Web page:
Sorry for the double post, the first went into the mobile forensics forum
In responding to incidents, I typically gather valuable information from the PREFETCH on Windows workstations. However, Windows servers have the PREFETCH capability turned off by default.
1. Is there a technical reason that this is off?
2. Is there harm in enabling this for clients that I assist in Incident preparation?
Any info is greatly appreciated.
Doing some further research on the prefetch and thought I would post some of the information here as a general FYI
The Reg key is here
HKEY_LOCAL_MACHINE\SYSTEM\CurrentControlSet\Control\Session Manager\Memory Management\PrefetchParameters
And the MSDN 2001 article about the XP kernel and prefetching
All versions of Windows except real-mode Windows 3x are demand-paged operating systems, where file data and code is faulted into memory from disk as an application attempts to access it. Data and code is faulted in page-granular chunks where a page's size is dictated by the CPU's memory management hardware. A page is 4KB on the x86. Prefetching is the process of bringing data and code pages into memory from disk before it's demanded.
In order to know what it should prefetch, the Windows XP Cache Manager monitors the page faults, both those that require that data be read from disk (hard faults) and those that simply require that data already in memory be added to a process's working set (soft faults), that occur during the boot process and application startup. By default it traces through the first two minutes of the boot process, 60 seconds following the time when all Win32 services have finished initializing, or 30 seconds following the start of the user's shell (typically Microsoft Internet Explorer), whichever of these three events occurs first. The Cache Manager also monitors the first 10 seconds of application startup. After collecting a trace that's organized into faults taken on the NTFS Master File Table (MFT) metadata file (if the application accesses files or directories on NTFS volumes), the files referenced, and the directories referenced, it notifies the prefetch component of the Task Scheduler by signaling a named event object.
The Task Scheduler then performs a call to the internal NtQuerySystemInformation system call requesting the trace data. After performing post-processing on the trace data, the Task Scheduler writes it out to a file in the \Windows\Prefetch folder. The file's name is the name of the application to which the trace applies followed by a dash and the hexadecimal representation of a hash of the file's path. The file has a .pf extension, so an example would be NOTEPAD.EXE-AF43252301.PF.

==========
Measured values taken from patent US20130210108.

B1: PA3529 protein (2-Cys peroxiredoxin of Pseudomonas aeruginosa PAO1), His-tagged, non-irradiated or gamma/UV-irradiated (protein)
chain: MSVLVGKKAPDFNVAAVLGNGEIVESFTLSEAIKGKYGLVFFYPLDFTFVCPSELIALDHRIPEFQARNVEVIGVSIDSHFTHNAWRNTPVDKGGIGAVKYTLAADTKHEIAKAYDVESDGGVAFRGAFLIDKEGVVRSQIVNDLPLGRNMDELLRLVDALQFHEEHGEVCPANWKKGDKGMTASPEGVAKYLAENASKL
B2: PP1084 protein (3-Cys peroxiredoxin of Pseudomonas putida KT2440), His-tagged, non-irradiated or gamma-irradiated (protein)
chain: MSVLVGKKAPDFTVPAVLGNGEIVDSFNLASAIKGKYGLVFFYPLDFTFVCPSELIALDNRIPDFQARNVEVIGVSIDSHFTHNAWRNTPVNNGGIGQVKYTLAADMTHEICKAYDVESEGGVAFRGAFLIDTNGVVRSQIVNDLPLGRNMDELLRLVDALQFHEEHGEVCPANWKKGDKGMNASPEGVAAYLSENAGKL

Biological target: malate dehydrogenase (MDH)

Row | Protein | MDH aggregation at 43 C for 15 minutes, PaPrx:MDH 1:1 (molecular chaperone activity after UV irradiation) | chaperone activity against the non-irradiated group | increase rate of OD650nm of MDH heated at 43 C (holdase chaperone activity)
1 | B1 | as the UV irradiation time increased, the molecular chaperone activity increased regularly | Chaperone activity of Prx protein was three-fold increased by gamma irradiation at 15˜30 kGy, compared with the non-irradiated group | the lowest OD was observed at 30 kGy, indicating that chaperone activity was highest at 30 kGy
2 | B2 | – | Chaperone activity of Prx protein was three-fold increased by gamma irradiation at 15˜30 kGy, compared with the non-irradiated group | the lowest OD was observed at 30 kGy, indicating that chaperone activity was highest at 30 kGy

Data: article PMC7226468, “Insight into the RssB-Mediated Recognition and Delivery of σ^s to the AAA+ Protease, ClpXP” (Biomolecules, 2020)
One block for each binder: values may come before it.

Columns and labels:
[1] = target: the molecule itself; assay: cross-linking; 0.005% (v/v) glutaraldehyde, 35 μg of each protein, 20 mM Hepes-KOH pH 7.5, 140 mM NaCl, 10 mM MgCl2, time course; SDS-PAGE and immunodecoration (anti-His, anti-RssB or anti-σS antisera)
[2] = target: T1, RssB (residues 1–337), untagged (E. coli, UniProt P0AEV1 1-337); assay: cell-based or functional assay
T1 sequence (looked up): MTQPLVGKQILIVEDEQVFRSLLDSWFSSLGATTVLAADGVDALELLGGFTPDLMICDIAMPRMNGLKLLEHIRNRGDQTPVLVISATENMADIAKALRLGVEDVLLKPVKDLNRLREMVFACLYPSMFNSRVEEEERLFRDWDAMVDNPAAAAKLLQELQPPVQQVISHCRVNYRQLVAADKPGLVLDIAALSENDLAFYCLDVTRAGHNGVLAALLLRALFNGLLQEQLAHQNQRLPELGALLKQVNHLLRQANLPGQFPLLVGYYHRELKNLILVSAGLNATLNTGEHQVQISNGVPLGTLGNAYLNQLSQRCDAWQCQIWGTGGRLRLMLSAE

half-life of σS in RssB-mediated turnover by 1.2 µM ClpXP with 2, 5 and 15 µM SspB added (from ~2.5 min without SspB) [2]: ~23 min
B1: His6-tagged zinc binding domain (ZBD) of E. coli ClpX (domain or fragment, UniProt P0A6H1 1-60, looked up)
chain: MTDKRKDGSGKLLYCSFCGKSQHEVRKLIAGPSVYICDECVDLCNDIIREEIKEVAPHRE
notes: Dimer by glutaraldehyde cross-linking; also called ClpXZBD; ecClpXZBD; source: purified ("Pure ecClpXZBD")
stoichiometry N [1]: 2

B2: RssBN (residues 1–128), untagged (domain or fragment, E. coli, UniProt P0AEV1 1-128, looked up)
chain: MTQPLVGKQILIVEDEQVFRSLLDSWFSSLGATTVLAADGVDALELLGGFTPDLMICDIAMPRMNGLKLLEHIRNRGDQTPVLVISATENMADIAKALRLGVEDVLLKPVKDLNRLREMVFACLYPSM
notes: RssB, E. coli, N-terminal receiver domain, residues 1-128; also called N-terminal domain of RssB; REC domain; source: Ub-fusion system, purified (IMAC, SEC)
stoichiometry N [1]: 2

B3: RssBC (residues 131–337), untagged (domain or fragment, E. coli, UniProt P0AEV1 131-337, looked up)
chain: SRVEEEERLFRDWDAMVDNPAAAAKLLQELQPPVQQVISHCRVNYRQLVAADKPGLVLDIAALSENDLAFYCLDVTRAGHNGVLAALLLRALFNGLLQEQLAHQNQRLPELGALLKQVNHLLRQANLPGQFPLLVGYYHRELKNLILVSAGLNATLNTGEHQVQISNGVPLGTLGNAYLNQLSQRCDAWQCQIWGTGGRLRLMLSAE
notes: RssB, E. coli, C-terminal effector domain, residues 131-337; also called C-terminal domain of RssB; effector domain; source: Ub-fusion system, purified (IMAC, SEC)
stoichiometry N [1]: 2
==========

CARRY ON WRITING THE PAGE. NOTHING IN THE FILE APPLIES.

An exception to the file name rule is the file that stores the boot's trace, which is always named NTOSBOOT-B00DFAAD.PF (a convolution of the hexadecimal-compatible word BAADF00D, which programmers often use to represent uninitialized data). Only after the Cache Manager has finished the boot trace (the time of which was defined earlier) does it collect page fault information for specific applications.
When the system boots or an application starts, the Cache Manager is called to give it an opportunity to perform prefetching. The Cache Manager looks in the prefetch directory to see if a trace file exists for the prefetch scenario in question. If it does, the Cache Manager calls NTFS to prefetch any MFT metadata file references, reads in the contents of each of the directories referenced, and finally opens each file referenced. It then calls the Memory Manager to read in any data and code specified in the trace that's not already in memory. The Memory Manager initiates all of the reads asynchronously and then waits for them to complete before letting an application's startup continue.
How does this scheme provide a performance benefit? The answer lies in the fact that during typical system boot or application startup, the order of faults is such that some pages are brought in from one part of a file, then from another part of the same file, then pages are read from a different file, then perhaps from a directory, and so on. This jumping around results in moving the heads around on the disk. Microsoft has learned through analysis that this slows boot and application startup times. By prefetching data from a file or directory all at once before accessing another one, this scattered seeking for data on the disk is greatly reduced or eliminated, thus improving the overall time for system and application startup.
To minimize seeking even further, every three days or so, during system idle periods, the Task Scheduler organizes a list of files and directories in the order that they are referenced during a boot or application start, and stores the list in a file named \Windows\Prefech\Layout.ini. Then it launches the system defragmenter with a command-line option that tells the defragmenter to defragment based on the contents of the file instead of performing a full defrag. The defragmenter finds a contiguous area on each volume large enough to hold all the listed files and directories that reside on that volume and then moves them in their entirety into that area so that they are stored one after the other. Thus, future prefetch operations will even be more efficient because all the data to be read in is now stored physically on the disk in the order it will be read. Since the number of files defragmented for prefetching is usually only in the hundreds, this defragmentation is much faster than full defragmentations.
Why NOT to clean prefetch directory as some tech sites recommend as well as some more detail about the function from Ryan Myers, a developer on Microsoft’s Windows Client Performance Team